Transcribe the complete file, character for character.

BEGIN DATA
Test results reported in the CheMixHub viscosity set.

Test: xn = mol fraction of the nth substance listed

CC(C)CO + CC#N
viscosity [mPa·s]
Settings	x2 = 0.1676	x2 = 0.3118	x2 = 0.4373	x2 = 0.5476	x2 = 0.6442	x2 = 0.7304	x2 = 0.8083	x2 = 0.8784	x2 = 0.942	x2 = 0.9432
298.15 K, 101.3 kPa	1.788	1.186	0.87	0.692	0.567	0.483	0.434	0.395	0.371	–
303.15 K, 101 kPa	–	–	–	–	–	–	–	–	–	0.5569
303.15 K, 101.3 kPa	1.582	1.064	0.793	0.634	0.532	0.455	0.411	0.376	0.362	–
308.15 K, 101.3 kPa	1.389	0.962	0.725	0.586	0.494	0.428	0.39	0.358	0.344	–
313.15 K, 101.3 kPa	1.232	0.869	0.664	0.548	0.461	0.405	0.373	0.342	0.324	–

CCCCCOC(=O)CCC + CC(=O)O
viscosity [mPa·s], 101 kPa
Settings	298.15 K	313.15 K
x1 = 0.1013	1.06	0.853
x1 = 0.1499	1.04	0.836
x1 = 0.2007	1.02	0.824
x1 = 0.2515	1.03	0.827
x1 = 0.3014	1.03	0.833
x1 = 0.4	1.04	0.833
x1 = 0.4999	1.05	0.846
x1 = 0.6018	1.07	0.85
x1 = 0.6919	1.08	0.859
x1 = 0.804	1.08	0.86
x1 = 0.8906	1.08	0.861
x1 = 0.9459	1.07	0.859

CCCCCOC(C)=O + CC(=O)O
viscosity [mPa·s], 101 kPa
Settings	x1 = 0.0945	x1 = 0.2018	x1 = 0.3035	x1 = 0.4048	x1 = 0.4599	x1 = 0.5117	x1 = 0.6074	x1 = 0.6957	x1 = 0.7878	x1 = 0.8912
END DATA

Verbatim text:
Test results reported in the CheMixHub viscosity set.

Test: xn = mol fraction of the nth substance listed

CC(C)CO + CC#N
viscosity [mPa·s]
Settings	x2 = 0.1676	x2 = 0.3118	x2 = 0.4373	x2 = 0.5476	x2 = 0.6442	x2 = 0.7304	x2 = 0.8083	x2 = 0.8784	x2 = 0.942	x2 = 0.9432
298.15 K, 101.3 kPa	1.788	1.186	0.87	0.692	0.567	0.483	0.434	0.395	0.371	–
303.15 K, 101 kPa	–	–	–	–	–	–	–	–	–	0.5569
303.15 K, 101.3 kPa	1.582	1.064	0.793	0.634	0.532	0.455	0.411	0.376	0.362	–
308.15 K, 101.3 kPa	1.389	0.962	0.725	0.586	0.494	0.428	0.39	0.358	0.344	–
313.15 K, 101.3 kPa	1.232	0.869	0.664	0.548	0.461	0.405	0.373	0.342	0.324	–

CCCCCOC(=O)CCC + CC(=O)O
viscosity [mPa·s], 101 kPa
Settings	298.15 K	313.15 K
x1 = 0.1013	1.06	0.853
x1 = 0.1499	1.04	0.836
x1 = 0.2007	1.02	0.824
x1 = 0.2515	1.03	0.827
x1 = 0.3014	1.03	0.833
x1 = 0.4	1.04	0.833
x1 = 0.4999	1.05	0.846
x1 = 0.6018	1.07	0.85
x1 = 0.6919	1.08	0.859
x1 = 0.804	1.08	0.86
x1 = 0.8906	1.08	0.861
x1 = 0.9459	1.07	0.859

CCCCCOC(C)=O + CC(=O)O
viscosity [mPa·s], 101 kPa
Settings	x1 = 0.0945	x1 = 0.2018	x1 = 0.3035	x1 = 0.4048	x1 = 0.4599	x1 = 0.5117	x1 = 0.6074	x1 = 0.6957	x1 = 0.7878	x1 = 0.8912